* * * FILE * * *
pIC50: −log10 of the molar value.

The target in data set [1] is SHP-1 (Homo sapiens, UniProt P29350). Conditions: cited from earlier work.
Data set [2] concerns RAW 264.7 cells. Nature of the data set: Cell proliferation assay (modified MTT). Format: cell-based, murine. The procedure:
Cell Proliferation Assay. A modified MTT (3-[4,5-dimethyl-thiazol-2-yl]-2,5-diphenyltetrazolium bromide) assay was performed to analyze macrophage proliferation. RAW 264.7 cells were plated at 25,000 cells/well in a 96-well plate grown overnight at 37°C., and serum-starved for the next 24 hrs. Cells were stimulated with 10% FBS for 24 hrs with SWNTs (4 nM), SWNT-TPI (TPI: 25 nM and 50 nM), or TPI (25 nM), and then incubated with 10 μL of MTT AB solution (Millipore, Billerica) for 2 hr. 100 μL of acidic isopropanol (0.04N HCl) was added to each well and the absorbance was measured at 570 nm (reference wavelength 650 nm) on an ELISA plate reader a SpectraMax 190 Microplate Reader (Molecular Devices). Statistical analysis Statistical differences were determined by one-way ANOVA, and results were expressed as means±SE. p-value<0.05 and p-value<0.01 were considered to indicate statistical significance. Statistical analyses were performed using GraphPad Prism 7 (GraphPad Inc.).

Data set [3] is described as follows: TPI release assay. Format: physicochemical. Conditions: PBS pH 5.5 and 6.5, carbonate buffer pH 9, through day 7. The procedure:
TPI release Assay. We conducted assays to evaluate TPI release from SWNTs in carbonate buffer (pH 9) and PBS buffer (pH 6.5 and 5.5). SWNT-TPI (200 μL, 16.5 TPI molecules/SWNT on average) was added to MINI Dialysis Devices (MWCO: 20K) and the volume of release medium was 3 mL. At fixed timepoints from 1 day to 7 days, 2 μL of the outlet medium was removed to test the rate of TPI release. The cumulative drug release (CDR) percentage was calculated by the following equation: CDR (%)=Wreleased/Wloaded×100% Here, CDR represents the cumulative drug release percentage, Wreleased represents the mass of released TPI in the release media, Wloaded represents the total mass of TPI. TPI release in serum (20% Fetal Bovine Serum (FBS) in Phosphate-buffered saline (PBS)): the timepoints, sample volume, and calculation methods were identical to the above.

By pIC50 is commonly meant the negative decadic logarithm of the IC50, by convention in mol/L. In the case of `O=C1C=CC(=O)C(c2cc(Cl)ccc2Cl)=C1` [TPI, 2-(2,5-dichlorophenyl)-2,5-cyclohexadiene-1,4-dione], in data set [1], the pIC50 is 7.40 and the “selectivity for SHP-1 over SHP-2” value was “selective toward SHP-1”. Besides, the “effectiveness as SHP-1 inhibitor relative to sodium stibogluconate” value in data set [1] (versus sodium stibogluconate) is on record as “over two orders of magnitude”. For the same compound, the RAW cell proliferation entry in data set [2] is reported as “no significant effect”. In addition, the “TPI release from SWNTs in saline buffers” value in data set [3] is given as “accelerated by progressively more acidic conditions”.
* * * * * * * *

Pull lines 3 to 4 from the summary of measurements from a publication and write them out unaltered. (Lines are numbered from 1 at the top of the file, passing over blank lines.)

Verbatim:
Data set [2] concerns RAW 264.7 cells. Nature of the data set: Cell proliferation assay (modified MTT). Format: cell-based, murine. The procedure:
Cell Proliferation Assay. A modified MTT (3-[4,5-dimethyl-thiazol-2-yl]-2,5-diphenyltetrazolium bromide) assay was performed to analyze macrophage proliferation. RAW 264.7 cells were plated at 25,000 cells/well in a 96-well plate grown overnight at 37°C., and serum-starved for the next 24 hrs. Cells were stimulated with 10% FBS for 24 hrs with SWNTs (4 nM), SWNT-TPI (TPI: 25 nM and 50 nM), or TPI (25 nM), and then incubated with 10 μL of MTT AB solution (Millipore, Billerica) for 2 hr. 100 μL of acidic isopropanol (0.04N HCl) was added to each well and the absorbance was measured at 570 nm (reference wavelength 650 nm) on an ELISA plate reader a SpectraMax 190 Microplate Reader (Molecular Devices). Statistical analysis Statistical differences were determined by one-way ANOVA, and results were expressed as means±SE. p-value<0.05 and p-value<0.01 were considered to indicate statistical significance. Statistical analyses were performed using GraphPad Prism 7 (GraphPad Inc.).